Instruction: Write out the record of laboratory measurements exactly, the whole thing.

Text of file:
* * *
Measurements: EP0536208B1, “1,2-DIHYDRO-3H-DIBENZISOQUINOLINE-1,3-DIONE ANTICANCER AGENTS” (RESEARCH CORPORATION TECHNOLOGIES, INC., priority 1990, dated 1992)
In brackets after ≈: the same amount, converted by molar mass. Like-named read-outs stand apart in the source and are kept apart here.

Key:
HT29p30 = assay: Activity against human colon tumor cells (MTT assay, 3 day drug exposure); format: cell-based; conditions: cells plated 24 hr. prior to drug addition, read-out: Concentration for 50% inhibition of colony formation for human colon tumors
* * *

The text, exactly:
Measurements: EP0536208B1, “1,2-DIHYDRO-3H-DIBENZISOQUINOLINE-1,3-DIONE ANTICANCER AGENTS” (RESEARCH CORPORATION TECHNOLOGIES, INC., priority 1990, dated 1992)
In brackets after ≈: the same amount, converted by molar mass. Like-named read-outs stand apart in the source and are kept apart here.

Key:
HT29p30 = assay: Activity against human colon tumor cells (MTT assay, 3 day drug exposure); format: cell-based; conditions: cells plated 24 hr. prior to drug addition, read-out: Concentration for 50% inhibition of colony formation for human colon tumors